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Thread: Making a Kitchen Trash Can

  1. #31
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    Feb 2012
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    Quote Originally Posted by Michael J Evans View Post
    Ken if you don't mind asking what part of Oregon? Am I going to see a camp host with a Moravian next summer on one of our camping trips?
    Michael,

    August we will be in the Valley of The Rogue State Park, Sept. The Cove Palisades State Park, and I'm not sure about Oct. MsBubba set it up but it is over in the Eastern part of Oregon by a pretty big lake. If you see a motorhome parked in a camp host spot with two OF's, one still a cute Scottish Lass, and a Moravian workbench be sure to stop and say howdy.

    ken

  2. #32
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    Dec 2014
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    Quote Originally Posted by ken hatch View Post
    Michael,

    August we will be in the Valley of The Rogue State Park, Sept. The Cove Palisades State Park, and I'm not sure about Oct. MsBubba set it up but it is over in the Eastern part of Oregon by a pretty big lake. If you see a motorhome parked in a camp host spot with two OF's, one still a cute Scottish Lass, and a Moravian workbench be sure to stop and say howdy.

    ken
    Both sounds like nice spots. Cove palisades is on lake billy chinook, which if I remember right is well known for bull trout. Bring a flyrod.

  3. #33
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    Feb 2012
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    Quote Originally Posted by Michael J Evans View Post
    Both sounds like nice spots. Cove palisades is on lake billy chinook, which if I remember right is well known for bull trout. Bring a flyrod.

    Thanks Michael,

    I will along with the kayaks.

    ken

  4. #34
    Join Date
    Feb 2012
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    Tucson, AZ
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    Well, I moved all the wood pile wood off the Alder and rescued a few boards. Next is sawing eight trim blanks.

    kitchenTrashTrimBlanks.jpg



    I have a number of nice, well sharpened Disston and Atkins hand saws and even a Bad Axe Panel saw and 80% of the time I'll use one of the Stanley 26" Hard Point saws. Often on larger joints, like on a work bench, I'll use the Stanley or one of the other hand saws for joinery instead of one of the large back saws. Go figure.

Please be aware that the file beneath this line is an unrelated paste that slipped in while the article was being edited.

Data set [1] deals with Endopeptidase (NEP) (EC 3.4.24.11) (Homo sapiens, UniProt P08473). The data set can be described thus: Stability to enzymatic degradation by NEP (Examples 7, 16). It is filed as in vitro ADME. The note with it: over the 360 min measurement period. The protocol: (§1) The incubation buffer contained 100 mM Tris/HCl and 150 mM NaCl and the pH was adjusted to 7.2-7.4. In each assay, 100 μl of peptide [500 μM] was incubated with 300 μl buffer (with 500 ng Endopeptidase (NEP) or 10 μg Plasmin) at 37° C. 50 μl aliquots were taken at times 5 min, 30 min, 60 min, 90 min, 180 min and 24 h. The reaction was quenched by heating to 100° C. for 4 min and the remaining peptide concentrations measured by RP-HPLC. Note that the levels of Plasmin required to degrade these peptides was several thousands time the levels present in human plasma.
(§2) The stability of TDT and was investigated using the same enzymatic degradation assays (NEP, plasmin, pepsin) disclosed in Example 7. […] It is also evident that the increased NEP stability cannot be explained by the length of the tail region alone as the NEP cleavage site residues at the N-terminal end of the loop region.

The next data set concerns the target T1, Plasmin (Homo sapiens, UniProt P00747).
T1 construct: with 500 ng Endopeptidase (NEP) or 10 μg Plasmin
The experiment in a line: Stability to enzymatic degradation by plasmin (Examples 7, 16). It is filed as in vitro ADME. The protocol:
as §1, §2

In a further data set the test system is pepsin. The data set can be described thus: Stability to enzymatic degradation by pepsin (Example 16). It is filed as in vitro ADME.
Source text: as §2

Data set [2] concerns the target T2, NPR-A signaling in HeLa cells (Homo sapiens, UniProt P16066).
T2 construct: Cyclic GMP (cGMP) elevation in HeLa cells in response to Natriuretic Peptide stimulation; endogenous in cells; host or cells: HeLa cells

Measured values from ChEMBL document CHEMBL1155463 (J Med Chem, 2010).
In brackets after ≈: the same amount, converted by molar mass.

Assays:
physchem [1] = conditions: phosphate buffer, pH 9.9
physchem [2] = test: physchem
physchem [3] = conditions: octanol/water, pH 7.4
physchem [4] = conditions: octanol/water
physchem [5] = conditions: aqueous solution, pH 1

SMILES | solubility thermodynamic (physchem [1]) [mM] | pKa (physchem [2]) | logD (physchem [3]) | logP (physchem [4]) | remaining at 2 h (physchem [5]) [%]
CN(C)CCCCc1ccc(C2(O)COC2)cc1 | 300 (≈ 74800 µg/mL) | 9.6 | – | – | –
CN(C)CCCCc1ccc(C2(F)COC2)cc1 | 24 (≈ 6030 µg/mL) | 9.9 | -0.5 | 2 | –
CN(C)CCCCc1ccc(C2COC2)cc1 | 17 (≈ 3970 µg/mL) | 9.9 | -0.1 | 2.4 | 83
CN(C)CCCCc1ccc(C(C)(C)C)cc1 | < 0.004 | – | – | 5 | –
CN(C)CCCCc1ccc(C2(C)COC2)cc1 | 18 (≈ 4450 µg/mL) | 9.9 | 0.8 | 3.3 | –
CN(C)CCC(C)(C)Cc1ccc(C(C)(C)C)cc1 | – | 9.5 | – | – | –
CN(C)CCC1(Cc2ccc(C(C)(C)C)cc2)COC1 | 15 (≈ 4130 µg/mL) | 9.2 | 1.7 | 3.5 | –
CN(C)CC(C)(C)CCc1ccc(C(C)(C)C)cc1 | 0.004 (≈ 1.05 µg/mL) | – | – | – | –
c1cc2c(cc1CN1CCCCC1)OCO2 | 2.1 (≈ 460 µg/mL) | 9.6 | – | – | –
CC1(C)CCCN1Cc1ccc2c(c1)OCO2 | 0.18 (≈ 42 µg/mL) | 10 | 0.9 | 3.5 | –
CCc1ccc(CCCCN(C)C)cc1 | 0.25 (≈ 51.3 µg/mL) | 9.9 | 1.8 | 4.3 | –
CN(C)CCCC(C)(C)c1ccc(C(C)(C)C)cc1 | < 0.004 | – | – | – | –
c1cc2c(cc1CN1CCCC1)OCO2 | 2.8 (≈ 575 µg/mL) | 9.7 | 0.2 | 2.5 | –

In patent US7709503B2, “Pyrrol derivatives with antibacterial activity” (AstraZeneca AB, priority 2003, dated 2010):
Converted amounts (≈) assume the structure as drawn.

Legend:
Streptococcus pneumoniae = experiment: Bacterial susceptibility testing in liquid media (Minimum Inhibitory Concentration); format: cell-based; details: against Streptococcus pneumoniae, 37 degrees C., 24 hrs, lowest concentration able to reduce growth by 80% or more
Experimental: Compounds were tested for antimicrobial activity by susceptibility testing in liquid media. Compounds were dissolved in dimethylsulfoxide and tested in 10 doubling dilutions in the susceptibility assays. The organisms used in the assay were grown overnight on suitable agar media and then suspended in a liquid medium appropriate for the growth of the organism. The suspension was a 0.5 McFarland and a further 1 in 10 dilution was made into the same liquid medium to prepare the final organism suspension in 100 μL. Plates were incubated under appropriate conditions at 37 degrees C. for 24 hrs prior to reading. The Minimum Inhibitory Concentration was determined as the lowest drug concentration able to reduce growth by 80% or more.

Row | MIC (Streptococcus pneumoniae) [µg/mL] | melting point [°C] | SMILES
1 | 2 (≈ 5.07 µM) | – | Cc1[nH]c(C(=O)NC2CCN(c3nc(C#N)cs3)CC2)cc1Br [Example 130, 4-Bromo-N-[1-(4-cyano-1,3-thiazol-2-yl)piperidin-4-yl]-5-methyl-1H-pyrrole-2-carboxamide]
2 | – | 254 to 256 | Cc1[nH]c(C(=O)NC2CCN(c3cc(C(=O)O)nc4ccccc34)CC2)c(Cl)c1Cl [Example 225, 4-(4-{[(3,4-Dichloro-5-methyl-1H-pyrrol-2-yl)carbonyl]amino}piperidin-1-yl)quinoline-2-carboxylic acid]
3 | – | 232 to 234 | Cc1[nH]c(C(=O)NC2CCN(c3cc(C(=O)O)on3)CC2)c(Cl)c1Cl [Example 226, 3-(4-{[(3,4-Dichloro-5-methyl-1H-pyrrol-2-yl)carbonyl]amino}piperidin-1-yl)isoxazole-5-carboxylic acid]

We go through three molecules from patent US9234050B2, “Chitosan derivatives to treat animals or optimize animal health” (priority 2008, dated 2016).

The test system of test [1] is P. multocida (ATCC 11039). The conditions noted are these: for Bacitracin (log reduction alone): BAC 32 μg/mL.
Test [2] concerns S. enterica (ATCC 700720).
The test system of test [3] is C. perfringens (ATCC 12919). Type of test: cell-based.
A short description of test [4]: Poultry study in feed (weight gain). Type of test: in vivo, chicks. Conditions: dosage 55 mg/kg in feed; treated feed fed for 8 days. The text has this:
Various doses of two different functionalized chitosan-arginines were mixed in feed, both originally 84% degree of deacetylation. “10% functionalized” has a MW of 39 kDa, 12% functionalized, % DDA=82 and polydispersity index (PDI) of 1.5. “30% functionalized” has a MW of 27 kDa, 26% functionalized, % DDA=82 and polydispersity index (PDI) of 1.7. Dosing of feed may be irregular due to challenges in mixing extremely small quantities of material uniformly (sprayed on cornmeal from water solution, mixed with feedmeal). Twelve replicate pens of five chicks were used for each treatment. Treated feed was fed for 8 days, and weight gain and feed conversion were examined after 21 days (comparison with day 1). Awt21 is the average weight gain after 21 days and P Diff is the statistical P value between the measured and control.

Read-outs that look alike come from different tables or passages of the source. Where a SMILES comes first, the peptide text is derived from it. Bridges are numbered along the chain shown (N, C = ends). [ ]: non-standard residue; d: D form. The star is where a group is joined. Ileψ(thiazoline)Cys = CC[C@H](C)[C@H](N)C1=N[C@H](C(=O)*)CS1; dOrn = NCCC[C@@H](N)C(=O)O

The other kink, I have room after the bench move to easily set up the saw benches. The saw benches are perfect knee height and rock solid. They even have holes for using hold fasts. In fact they were set up to use tonight. I ended up using the work bench. For some reason I prefer using the work bench for short cutoffs. Does anyone else do the same?


    ken

  5. #35
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    Mar 2015
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    SE Michigan
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    Canít say I have a preference for sawing. Pulling out the saw bench or grabbing a couple of bench hooks takes about the same effort. I use a vintage western saw with the saw bench and backsaws with the bench hooks. Up to 3/4 stock and less than 7-8Ē wide, either way works. A few swipes on a shooting board and done. Prior to having a saw bench, I am guilty of actually crawling up on the work bench to break down stock with a western saw.

    Iíll use the hardened tooth Stanleys for rough work with plywood, mdf, treated lumber, etc.

  6. #36
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    Feb 2012
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    Quote Originally Posted by Phil Mueller View Post
    Can’t say I have a preference for sawing. Pulling out the saw bench or grabbing a couple of bench hooks takes about the same effort. I use a vintage western saw with the saw bench and backsaws with the bench hooks. Up to 3/4 stock and less than 7-8” wide, either way works. A few swipes on a shooting board and done. Prior to having a saw bench, I am guilty of actually crawling up on the work bench to break down stock with a western saw.

    I’ll use the hardened tooth Stanleys for rough work with plywood, mdf, treated lumber, etc.
    Phil,

    If I tried to crawl up on the work bench today I'd either end up in Urgent Care, MsBubba would have to help me off, or both.

    ken

  7. #37
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    Feb 2012
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    Starting to fit the base trim/foot to the box:

    kitchenTrashFitting BaseTrim.jpg

    ken

  8. #38
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    Feb 2012
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    Tucson, AZ